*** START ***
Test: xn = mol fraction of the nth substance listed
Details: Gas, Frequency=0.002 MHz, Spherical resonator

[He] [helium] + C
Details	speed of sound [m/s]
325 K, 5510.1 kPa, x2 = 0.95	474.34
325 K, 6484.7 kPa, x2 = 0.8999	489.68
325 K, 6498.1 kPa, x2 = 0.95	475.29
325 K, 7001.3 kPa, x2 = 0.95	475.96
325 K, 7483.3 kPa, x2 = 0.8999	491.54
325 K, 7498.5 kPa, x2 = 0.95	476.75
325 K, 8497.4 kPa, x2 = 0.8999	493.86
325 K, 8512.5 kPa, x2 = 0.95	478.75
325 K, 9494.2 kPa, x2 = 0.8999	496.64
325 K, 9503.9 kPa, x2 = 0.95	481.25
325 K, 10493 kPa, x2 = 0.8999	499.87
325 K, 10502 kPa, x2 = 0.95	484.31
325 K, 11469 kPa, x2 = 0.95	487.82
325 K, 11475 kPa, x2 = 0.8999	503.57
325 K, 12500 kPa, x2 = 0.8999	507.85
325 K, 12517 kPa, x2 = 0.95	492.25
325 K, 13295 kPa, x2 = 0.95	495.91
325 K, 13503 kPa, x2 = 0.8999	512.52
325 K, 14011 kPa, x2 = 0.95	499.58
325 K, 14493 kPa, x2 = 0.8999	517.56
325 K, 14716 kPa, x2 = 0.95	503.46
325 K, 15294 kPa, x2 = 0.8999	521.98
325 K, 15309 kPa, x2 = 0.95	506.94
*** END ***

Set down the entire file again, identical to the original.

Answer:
Test: xn = mol fraction of the nth substance listed
Details: Gas, Frequency=0.002 MHz, Spherical resonator

[He] [helium] + C
Details	speed of sound [m/s]
325 K, 5510.1 kPa, x2 = 0.95	474.34
325 K, 6484.7 kPa, x2 = 0.8999	489.68
325 K, 6498.1 kPa, x2 = 0.95	475.29
325 K, 7001.3 kPa, x2 = 0.95	475.96
325 K, 7483.3 kPa, x2 = 0.8999	491.54
325 K, 7498.5 kPa, x2 = 0.95	476.75
325 K, 8497.4 kPa, x2 = 0.8999	493.86
325 K, 8512.5 kPa, x2 = 0.95	478.75
325 K, 9494.2 kPa, x2 = 0.8999	496.64
325 K, 9503.9 kPa, x2 = 0.95	481.25
325 K, 10493 kPa, x2 = 0.8999	499.87
325 K, 10502 kPa, x2 = 0.95	484.31
325 K, 11469 kPa, x2 = 0.95	487.82
325 K, 11475 kPa, x2 = 0.8999	503.57
325 K, 12500 kPa, x2 = 0.8999	507.85
325 K, 12517 kPa, x2 = 0.95	492.25
325 K, 13295 kPa, x2 = 0.95	495.91
325 K, 13503 kPa, x2 = 0.8999	512.52
325 K, 14011 kPa, x2 = 0.95	499.58
325 K, 14493 kPa, x2 = 0.8999	517.56
325 K, 14716 kPa, x2 = 0.95	503.46
325 K, 15294 kPa, x2 = 0.8999	521.98
325 K, 15309 kPa, x2 = 0.95	506.94